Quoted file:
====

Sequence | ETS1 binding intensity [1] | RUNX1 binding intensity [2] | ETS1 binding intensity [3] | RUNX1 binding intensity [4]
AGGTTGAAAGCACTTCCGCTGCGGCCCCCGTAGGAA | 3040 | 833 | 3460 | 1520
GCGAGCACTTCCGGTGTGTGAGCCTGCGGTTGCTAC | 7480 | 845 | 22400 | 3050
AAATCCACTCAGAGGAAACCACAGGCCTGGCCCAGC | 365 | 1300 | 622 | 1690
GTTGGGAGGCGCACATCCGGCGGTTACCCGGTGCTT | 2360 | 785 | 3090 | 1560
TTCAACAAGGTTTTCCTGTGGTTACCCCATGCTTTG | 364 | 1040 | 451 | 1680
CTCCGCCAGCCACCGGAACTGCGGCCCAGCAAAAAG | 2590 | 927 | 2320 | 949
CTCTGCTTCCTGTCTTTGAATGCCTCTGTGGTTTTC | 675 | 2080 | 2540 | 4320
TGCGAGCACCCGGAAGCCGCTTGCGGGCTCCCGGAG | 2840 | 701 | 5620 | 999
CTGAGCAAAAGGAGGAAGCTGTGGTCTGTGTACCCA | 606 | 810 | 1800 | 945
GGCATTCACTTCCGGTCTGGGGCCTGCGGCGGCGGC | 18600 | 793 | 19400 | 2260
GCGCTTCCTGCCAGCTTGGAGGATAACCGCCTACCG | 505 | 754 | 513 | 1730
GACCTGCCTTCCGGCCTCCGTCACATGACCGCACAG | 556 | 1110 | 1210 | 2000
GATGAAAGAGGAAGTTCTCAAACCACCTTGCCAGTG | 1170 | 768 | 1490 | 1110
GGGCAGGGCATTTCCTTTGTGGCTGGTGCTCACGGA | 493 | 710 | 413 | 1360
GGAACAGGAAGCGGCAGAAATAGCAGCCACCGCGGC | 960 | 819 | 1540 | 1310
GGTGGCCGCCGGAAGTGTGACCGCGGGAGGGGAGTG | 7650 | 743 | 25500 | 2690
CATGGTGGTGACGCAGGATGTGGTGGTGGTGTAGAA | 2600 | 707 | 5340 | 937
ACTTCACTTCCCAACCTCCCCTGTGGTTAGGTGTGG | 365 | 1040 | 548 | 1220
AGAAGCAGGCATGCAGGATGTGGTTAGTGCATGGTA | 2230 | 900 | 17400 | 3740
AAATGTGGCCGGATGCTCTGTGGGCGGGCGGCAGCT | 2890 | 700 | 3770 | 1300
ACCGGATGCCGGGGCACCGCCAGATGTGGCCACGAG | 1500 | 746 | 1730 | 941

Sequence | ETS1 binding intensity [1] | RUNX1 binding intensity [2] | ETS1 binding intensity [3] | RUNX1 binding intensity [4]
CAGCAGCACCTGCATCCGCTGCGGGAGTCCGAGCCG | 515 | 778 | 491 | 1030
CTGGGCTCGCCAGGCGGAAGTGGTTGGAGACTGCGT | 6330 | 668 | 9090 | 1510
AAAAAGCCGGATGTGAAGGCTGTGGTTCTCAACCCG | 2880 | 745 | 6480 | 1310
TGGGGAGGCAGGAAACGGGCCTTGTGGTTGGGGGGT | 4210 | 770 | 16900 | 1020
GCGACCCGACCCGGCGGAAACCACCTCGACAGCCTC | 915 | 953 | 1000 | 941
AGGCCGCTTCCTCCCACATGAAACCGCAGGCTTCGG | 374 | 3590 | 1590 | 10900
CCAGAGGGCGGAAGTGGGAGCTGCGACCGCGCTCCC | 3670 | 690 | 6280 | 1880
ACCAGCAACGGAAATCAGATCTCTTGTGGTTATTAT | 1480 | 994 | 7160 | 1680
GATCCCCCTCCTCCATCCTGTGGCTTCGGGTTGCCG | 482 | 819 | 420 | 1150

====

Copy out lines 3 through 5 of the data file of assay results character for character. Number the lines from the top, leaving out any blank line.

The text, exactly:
GCGAGCACTTCCGGTGTGTGAGCCTGCGGTTGCTAC | 7480 | 845 | 22400 | 3050
AAATCCACTCAGAGGAAACCACAGGCCTGGCCCAGC | 365 | 1300 | 622 | 1690
GTTGGGAGGCGCACATCCGGCGGTTACCCGGTGCTT | 2360 | 785 | 3090 | 1560